Wednesday, June 24, 2009

Two excellent pieces.

I've received my copy of the latest edition of The Objectivist Standard and I couldn't resist recommending two excellent articles in it.

The first is "Justice Holmes and the Empty Constitution" by Thomas A. Bowden [accessible for free]. It surveys the dissenting opinion of Justice Oliver Wendell Holmes Jr. in the case of Lochner v. New York. The article introduces the reader to early 20th century New York and the Bakeshop Act of 1895. The case challenges one of the first few regulations that were set on bakery shop owners. "The Act made it a crime for the owner of a bakeshop to allow a laborer to work more than 10 hours in one day, or more than 60 hours in one week." Lochner, a bakery owner was found guilty for violating the provisions of the said law. He decided to challenge it on the ground that his contract rights were being violated. Although his claim was rejected by the lower Courts, it was upheld by the Supreme Court -- on fickle grounds conceding the principle of liberty. Justice Holmes reframed the issue and asked a more fundamental question: What if, the constitution doesn't specify the relationship between the State and the individual itself? As he saw it, it is the opinion of the majority that subjectively shapes and shifts the law and that the constitution does not support any political theory.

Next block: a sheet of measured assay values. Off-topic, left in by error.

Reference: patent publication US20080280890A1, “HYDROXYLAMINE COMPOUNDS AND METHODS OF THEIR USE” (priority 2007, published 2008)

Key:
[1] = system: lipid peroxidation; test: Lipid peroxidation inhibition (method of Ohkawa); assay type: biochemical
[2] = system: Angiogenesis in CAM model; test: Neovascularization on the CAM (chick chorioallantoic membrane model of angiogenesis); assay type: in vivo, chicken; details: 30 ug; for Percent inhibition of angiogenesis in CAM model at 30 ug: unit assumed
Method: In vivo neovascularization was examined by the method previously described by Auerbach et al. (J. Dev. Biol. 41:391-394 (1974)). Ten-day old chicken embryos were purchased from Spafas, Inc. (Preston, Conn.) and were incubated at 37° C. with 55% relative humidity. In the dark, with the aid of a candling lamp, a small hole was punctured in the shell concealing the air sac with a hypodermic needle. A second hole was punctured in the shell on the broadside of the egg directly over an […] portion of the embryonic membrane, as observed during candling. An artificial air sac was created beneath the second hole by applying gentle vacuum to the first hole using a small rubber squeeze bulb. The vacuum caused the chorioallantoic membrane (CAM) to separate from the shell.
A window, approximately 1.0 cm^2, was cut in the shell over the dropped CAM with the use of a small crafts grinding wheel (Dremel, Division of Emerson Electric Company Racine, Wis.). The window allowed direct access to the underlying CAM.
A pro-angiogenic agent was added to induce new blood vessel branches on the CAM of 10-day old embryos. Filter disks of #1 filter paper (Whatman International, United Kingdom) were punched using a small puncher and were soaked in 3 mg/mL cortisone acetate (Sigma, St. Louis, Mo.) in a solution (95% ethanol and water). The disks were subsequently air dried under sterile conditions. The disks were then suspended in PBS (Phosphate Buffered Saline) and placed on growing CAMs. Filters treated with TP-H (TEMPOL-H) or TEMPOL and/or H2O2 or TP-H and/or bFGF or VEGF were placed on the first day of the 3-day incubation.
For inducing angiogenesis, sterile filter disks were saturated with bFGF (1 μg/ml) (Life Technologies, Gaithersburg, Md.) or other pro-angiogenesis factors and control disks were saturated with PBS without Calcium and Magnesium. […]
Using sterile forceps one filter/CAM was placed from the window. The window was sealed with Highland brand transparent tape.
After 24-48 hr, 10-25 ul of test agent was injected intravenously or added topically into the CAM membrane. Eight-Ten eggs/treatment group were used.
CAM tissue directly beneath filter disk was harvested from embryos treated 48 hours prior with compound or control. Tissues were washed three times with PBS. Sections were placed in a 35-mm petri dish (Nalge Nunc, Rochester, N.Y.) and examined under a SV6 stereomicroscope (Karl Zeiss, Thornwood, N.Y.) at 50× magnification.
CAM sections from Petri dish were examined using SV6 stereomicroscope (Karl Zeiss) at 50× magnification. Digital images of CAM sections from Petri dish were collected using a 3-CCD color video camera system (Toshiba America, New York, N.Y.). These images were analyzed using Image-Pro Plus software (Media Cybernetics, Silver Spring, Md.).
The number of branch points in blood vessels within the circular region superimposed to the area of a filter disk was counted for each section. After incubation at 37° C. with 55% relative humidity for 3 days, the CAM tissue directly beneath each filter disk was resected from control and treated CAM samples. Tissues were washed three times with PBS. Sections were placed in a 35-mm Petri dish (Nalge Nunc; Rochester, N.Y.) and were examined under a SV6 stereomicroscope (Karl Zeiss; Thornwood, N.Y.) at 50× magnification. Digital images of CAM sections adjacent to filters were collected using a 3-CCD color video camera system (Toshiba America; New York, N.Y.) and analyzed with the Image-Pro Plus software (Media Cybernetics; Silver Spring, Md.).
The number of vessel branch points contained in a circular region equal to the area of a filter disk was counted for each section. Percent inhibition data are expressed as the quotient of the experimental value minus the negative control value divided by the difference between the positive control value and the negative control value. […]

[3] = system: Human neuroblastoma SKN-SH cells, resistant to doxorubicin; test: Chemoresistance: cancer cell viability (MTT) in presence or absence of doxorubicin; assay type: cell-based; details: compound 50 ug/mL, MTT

Each time, the validity of the constitution is thwarted for the opinions of the majority, I find myself asking, "What is the whole point of writing a constitution in the first place?" The purpose of a constitution is to limit the power of the majority -- to make sure that democracy or mob-rule does not exist. To claim that a constitution does not limit the power of the government is absurd; it means annihilating the essence of the document while retaining the word. It is absurd to deny that Americans do not have individual rights even when the right to life, liberty, property and the pursuit of happiness are clearly enumerated.

I highly recommend the article or maybe it is the fact that I am a law student that I could not let it pass without mention.

The interview I recommend is, "An Interview with a "Capitalist Pig" Jonathan Hoenig on Hedge Funds, the Economic Crisis and the Future of America". Until I'd read this interview, I had absolutely no idea what a hedge fund was and never really understood what "speculating" was all about. Although it is relatively easy to prove that the financial mess was not caused by capitalism (thanks to Yaron Brook), it gets pretty tough to really understand and comprehend the articles and posts that delve deep into the economic crisis. However, this interview is free of such jargon and makes for an excellent introductory piece to a layman.


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